From every indication, this seems to be the government’s modus operandi and it is determined to use it, as long as Southern Cameroonians stick to their guns. The government seems to have sworn that theirs will be the kingdom of tears and homelessness for as long as they continue to challenge its authority. The same destruction has been spreading to other parts of Southern Cameroons.

The government that is supposed to protect civilians has resorted to killing them just because some of them do sympathize with Ambazonian Restoration Forces. The civilians are clearly caught between the devil and the deep blue sea. They have no control over the fighters who consider themselves as freedom fighters and the beleaguered government seems to be at its wit’s end as it faces tough challenges from the determined freedom fighters.

This week’s burning of homes in Kumbo which started after some three army soldiers were killed on Monday at a water tank speaks to the fact that a ceasefire is not in the offing and that the government’s hastily created and poorly conceived Disarmament, Demobilization and Reintegration (DDR) Commission is just another project designed to fool the international community.

In many countries in the world where destructive wars have taken place, the trend is usually that both parties in the war have to meet, discuss the details of their ceasefire and once there is an agreement, then a DDR commission is established to ensure all the guns on the streets are yielded to the government. And such an effort is usually marked by honesty and trust from both sides with the objective of ensuring that the demons that have produced such hard and wicked feelings in a country should never rear their ugly heads again.

But in Cameroon, everything seems to be done through presidential decrees.  It was a verbal presidential decree that announced the war in Cameroon. The country’s president, Paul Biya, seems to be above the law and his word is always the law. He single-handedly pushed the country into a nasty civil war and he has warned both the country’s legislative body not to discuss an issue that is today affecting the entire country.

Efforts by opposition parliamentarians to table this issue in 2017 were thwarted by the ruling party and this has proven to the world that the country belongs to one person – Mr. Biya who has rigged all elections in Cameroon just to be in power.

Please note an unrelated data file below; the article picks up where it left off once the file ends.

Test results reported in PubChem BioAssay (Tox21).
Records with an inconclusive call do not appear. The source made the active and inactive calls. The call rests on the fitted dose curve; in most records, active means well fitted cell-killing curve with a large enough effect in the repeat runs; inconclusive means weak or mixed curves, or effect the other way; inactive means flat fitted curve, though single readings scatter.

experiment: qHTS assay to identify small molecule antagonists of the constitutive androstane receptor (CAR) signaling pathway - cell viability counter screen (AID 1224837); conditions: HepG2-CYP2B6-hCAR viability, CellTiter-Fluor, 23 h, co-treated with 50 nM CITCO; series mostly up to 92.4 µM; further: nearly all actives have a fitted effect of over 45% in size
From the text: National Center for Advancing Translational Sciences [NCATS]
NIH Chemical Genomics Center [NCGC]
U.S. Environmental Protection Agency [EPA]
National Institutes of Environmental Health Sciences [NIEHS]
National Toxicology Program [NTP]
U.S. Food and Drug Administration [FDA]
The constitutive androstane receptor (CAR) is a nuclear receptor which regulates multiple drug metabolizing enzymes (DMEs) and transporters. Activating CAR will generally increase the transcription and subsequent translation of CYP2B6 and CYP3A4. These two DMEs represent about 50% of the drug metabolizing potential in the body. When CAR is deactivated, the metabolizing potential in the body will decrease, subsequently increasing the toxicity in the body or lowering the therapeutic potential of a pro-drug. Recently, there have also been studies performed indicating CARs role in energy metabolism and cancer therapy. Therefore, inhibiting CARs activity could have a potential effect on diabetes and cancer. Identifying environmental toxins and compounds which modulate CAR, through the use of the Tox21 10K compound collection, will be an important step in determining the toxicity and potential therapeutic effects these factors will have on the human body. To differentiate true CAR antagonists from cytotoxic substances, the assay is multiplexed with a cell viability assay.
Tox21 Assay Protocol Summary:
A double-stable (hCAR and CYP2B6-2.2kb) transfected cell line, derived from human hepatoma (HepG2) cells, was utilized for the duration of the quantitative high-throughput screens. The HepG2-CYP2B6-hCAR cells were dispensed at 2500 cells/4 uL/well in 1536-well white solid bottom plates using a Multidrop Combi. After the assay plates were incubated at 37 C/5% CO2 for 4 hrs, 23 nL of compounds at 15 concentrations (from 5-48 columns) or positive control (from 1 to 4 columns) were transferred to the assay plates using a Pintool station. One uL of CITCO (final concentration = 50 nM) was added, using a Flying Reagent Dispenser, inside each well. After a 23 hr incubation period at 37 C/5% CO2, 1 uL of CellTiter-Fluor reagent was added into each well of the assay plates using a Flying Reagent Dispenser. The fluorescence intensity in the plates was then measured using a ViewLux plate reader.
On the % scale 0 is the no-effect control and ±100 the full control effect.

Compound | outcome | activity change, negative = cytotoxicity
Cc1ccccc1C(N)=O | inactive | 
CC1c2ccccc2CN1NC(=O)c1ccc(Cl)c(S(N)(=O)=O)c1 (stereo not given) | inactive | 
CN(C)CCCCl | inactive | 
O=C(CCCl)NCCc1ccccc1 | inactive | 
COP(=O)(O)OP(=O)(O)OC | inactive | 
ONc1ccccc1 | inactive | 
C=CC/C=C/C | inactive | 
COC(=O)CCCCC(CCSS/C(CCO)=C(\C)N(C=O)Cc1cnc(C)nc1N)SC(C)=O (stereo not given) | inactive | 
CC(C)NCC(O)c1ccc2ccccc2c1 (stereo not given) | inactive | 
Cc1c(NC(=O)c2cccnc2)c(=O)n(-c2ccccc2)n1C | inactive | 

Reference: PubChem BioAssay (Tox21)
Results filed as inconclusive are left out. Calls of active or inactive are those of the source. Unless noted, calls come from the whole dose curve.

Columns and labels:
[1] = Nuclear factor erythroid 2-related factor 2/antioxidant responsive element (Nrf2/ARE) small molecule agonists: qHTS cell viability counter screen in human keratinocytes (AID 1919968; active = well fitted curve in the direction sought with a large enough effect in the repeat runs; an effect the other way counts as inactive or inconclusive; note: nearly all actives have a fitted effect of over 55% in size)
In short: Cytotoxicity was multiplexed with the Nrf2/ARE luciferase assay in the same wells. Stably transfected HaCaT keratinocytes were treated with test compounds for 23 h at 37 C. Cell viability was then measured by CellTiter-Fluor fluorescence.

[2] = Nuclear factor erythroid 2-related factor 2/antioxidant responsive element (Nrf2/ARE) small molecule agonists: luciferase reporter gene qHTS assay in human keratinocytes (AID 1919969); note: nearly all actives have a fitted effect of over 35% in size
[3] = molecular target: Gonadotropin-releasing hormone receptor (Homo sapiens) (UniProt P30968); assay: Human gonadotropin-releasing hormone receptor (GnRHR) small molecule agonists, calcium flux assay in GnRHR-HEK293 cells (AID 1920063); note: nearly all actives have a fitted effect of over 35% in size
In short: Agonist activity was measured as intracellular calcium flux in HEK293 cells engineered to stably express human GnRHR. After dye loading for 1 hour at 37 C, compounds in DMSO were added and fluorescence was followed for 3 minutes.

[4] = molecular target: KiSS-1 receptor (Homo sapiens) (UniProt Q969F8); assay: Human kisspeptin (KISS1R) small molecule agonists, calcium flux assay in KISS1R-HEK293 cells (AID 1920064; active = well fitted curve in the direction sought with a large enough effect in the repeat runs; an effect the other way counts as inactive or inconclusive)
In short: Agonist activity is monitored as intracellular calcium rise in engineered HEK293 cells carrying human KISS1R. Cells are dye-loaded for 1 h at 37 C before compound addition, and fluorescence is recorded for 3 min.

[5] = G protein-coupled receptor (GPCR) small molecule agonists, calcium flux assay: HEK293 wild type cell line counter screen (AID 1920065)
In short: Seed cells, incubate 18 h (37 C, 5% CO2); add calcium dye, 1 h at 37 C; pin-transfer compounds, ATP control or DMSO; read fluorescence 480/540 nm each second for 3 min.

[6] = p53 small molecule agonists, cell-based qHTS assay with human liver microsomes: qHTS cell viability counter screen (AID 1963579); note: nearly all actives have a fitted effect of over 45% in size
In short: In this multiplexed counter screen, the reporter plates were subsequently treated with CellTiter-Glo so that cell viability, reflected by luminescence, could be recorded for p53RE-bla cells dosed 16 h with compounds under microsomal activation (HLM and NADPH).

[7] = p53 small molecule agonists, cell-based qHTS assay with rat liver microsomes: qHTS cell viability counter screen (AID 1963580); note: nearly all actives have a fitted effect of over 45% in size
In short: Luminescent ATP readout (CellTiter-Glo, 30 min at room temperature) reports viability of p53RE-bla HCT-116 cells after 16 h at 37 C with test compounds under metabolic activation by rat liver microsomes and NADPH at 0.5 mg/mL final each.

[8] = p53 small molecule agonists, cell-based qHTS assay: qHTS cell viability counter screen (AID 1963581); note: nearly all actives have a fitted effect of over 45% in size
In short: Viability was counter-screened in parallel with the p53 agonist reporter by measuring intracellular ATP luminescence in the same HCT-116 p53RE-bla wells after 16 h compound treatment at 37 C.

For now, Cameroonians have lost hope. They know the creation of a DDR commission will surely not end the war. They have figured out that wars do not get laid to rest through presidential decrees and they know that Southern Cameroonian fighters will not down their weapons as that will be tantamount to committing suicide.

As the war protracts, so too is the country’s economy declining and many things are already falling apart in the country. Just last week, the Confederation of African Football (CAF), the continent’s football governing body, stopped Cameroon from hosting the 2019 tournament following an inspection of the sites where the events were supposed to be held.

Though the government’s inability to deliver the required infrastructure for the tournament was cited by the CAF inspection team as its main reason, the fear of the military brutality and slaughtering taking place in the two English-speaking regions were considered as key factors for the abortion of Cameroon’s efforts to organize the tournament.

The country’s economy is almost bottoming out. The government is starring down the barrel of frustration as the fighting in Southern Cameroons takes a turn for the worse. It had thought it would wrap up things in a matter of months, but the conflict is already in its second year and huge amounts of resources have been poured into this war that is threatening to tear the country apart and there is no end in sight. Scarce resources are being diverted to the war, while key economic development projects are being systematically put on hold.